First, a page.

The linked article at SeekingAlpha describes a new financial product that is now being marketed which allows a homeowner to essentially place a bet on the future appreciation of their home, without incurring interest costs along the way. The product is the creation of "REX & Co, backed by a subsidiary of American International Group, Inc. (AIG), (which) has a new product that lets homeowners tap the value of their homes without taking out a loan."
SeekingAlpha poster Todd Sullivan comments that "the novel product gives homeowners cash for their equity in return for a portion of the proceeds from the eventual sale of the home. For instance, a homeowner who has a $500,000 home can extract $100,000 of that by giving REX 50% of the change in the home value. So, if the home is sold in five years for $750,000, REX receives half the increase, or, $125,000. If it sells for $600,000, they receive $50,000."
What it amounts to is the equivalent of a zero coupon bond which hit Wall Street years ago. The obvious risk is if the homeowner borrows a specific sum based on their forecast of the appreciation in their home and the home fails to appreciate enough to cover that borrowing then the borrower will be upside down at the note's due date. Also, I haven't bothered to do the effective interest rate calculation for some scenarios using this product, but it is likely to be expensive. It seems to me like another way for unsophisticated borrowers to hang themselves.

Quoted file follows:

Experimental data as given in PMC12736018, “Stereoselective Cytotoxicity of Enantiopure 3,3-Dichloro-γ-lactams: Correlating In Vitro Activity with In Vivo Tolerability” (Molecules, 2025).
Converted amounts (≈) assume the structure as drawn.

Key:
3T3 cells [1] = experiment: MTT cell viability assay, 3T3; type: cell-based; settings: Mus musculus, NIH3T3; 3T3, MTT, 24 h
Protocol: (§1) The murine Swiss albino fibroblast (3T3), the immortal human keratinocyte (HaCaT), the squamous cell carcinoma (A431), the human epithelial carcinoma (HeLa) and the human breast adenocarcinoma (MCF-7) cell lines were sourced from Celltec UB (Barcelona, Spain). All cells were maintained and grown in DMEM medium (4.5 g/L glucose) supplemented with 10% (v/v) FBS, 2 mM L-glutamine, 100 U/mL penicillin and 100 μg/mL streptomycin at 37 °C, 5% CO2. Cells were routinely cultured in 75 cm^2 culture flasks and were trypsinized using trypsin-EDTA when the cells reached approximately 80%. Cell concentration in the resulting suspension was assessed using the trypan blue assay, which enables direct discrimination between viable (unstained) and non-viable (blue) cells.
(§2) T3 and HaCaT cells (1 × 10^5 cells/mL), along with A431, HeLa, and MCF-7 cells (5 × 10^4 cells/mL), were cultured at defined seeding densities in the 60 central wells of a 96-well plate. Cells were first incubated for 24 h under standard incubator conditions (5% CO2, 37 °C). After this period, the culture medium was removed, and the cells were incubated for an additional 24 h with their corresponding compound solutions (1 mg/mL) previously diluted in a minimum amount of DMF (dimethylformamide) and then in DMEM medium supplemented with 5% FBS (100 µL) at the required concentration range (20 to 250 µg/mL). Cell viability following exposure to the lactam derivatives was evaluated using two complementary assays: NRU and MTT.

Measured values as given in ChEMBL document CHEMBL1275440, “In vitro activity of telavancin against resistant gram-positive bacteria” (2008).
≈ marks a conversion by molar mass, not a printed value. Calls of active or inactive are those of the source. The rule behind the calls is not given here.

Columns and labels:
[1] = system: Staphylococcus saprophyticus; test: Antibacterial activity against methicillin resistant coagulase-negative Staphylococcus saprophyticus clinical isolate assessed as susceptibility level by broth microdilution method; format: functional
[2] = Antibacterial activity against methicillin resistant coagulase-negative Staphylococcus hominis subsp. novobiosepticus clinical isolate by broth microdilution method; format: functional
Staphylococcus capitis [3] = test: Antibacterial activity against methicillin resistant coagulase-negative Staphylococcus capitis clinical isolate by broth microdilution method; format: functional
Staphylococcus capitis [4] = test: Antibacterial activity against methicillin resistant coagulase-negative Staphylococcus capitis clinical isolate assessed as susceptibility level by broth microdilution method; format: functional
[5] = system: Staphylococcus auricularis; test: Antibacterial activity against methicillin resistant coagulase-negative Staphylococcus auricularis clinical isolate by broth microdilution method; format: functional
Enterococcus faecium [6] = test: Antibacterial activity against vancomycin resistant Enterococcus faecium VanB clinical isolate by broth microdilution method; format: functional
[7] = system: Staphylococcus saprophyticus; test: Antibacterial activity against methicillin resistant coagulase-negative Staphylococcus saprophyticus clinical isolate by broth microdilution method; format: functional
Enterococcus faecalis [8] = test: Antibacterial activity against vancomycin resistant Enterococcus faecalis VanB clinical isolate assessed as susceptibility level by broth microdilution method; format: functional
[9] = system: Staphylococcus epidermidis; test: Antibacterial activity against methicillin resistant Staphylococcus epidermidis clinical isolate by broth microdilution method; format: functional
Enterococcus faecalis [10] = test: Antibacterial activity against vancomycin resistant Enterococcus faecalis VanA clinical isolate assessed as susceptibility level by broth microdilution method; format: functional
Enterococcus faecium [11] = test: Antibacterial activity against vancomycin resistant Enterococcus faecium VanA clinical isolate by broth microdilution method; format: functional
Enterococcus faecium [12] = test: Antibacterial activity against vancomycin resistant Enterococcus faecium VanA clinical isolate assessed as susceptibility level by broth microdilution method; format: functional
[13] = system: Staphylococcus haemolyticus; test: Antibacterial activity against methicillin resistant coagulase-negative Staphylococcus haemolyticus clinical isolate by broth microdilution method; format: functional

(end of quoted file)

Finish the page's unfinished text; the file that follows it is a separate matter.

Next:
It is a creative new financing option which if used properly is a nice addition to the range of credit options available to consumers; but at this point it is just an attempt to keep the housing lending market afloat.